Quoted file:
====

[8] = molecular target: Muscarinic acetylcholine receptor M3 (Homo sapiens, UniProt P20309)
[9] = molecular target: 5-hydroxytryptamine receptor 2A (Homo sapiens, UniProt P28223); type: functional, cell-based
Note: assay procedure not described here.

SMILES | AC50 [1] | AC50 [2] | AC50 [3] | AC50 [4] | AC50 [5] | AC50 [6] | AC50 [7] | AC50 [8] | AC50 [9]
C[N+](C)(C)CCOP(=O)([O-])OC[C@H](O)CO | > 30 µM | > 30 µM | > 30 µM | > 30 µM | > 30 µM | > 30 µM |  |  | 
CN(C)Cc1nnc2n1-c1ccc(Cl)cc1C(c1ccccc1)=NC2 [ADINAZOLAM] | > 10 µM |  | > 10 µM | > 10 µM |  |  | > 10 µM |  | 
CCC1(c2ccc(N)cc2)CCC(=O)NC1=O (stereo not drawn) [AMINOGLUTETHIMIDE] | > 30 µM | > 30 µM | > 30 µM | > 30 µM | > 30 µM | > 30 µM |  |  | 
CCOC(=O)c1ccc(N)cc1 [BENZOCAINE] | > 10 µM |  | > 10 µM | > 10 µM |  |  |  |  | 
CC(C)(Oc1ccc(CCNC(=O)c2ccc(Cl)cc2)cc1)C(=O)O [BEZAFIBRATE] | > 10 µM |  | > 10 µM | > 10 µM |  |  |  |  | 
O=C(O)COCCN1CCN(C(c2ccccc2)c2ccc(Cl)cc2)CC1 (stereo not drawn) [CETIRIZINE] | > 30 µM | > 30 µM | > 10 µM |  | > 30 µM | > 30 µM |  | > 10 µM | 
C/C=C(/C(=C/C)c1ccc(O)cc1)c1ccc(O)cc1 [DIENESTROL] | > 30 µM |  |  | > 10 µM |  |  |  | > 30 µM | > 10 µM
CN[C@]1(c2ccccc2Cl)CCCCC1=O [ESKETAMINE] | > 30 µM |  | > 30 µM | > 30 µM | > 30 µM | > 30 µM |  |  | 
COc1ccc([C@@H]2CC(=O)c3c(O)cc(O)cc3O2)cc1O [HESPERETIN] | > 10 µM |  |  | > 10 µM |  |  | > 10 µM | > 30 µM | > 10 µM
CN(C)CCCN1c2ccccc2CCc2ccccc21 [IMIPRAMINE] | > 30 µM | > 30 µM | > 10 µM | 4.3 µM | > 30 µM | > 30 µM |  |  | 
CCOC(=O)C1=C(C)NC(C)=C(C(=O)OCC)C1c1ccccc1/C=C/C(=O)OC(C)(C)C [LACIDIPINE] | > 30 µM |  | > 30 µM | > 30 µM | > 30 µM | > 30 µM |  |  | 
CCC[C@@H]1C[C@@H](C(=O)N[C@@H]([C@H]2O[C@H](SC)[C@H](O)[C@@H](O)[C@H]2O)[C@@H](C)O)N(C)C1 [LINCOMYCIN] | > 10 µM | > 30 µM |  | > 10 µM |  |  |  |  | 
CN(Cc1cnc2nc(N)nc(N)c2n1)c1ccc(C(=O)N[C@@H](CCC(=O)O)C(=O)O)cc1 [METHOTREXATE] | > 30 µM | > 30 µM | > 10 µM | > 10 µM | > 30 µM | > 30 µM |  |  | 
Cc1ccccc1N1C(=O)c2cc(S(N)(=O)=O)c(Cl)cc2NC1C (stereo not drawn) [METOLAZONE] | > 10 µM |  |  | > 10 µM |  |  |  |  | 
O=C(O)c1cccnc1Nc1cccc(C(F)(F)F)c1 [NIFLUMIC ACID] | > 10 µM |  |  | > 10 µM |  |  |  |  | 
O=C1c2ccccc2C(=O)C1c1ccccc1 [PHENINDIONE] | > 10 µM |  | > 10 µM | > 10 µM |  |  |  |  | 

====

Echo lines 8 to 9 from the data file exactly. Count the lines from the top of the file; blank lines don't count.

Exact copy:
CCOC(=O)c1ccc(N)cc1 [BENZOCAINE] | > 10 µM |  | > 10 µM | > 10 µM |  |  |  |  | 
CC(C)(Oc1ccc(CCNC(=O)c2ccc(Cl)cc2)cc1)C(=O)O [BEZAFIBRATE] | > 10 µM |  | > 10 µM | > 10 µM |  |  |  |  | 